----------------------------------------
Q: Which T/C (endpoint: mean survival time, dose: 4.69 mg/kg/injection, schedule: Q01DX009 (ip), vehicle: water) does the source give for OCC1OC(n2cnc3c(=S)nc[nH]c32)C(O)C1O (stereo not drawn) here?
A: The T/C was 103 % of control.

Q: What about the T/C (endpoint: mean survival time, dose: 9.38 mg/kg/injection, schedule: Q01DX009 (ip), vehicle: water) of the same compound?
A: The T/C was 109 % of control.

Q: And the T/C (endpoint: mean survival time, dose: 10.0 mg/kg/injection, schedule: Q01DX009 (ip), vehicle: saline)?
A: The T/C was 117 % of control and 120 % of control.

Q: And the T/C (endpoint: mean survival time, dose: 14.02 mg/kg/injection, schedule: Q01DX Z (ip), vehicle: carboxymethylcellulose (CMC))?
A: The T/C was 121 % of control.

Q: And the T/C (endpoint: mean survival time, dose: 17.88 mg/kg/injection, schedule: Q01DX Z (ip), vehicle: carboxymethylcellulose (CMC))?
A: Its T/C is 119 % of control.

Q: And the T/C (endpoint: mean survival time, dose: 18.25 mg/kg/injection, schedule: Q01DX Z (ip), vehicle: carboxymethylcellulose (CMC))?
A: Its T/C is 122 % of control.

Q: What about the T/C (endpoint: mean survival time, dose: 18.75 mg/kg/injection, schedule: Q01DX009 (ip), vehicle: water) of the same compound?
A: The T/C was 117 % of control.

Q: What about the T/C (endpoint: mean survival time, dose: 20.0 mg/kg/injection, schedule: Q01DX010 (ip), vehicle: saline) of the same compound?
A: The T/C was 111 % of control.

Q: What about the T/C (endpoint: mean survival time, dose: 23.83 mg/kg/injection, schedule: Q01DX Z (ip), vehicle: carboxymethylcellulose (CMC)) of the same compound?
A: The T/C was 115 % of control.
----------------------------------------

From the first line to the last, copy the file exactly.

Q: Which T/C (endpoint: mean survival time, dose: 4.69 mg/kg/injection, schedule: Q01DX009 (ip), vehicle: water) does the source give for OCC1OC(n2cnc3c(=S)nc[nH]c32)C(O)C1O (stereo not drawn) here?
A: The T/C was 103 % of control.

Q: What about the T/C (endpoint: mean survival time, dose: 9.38 mg/kg/injection, schedule: Q01DX009 (ip), vehicle: water) of the same compound?
A: The T/C was 109 % of control.

Q: And the T/C (endpoint: mean survival time, dose: 10.0 mg/kg/injection, schedule: Q01DX009 (ip), vehicle: saline)?
A: The T/C was 117 % of control and 120 % of control.

Q: And the T/C (endpoint: mean survival time, dose: 14.02 mg/kg/injection, schedule: Q01DX Z (ip), vehicle: carboxymethylcellulose (CMC))?
A: The T/C was 121 % of control.

Q: And the T/C (endpoint: mean survival time, dose: 17.88 mg/kg/injection, schedule: Q01DX Z (ip), vehicle: carboxymethylcellulose (CMC))?
A: Its T/C is 119 % of control.

Q: And the T/C (endpoint: mean survival time, dose: 18.25 mg/kg/injection, schedule: Q01DX Z (ip), vehicle: carboxymethylcellulose (CMC))?
A: Its T/C is 122 % of control.

Q: What about the T/C (endpoint: mean survival time, dose: 18.75 mg/kg/injection, schedule: Q01DX009 (ip), vehicle: water) of the same compound?
A: The T/C was 117 % of control.

Q: What about the T/C (endpoint: mean survival time, dose: 20.0 mg/kg/injection, schedule: Q01DX010 (ip), vehicle: saline) of the same compound?
A: The T/C was 111 % of control.

Q: What about the T/C (endpoint: mean survival time, dose: 23.83 mg/kg/injection, schedule: Q01DX Z (ip), vehicle: carboxymethylcellulose (CMC)) of the same compound?
A: The T/C was 115 % of control.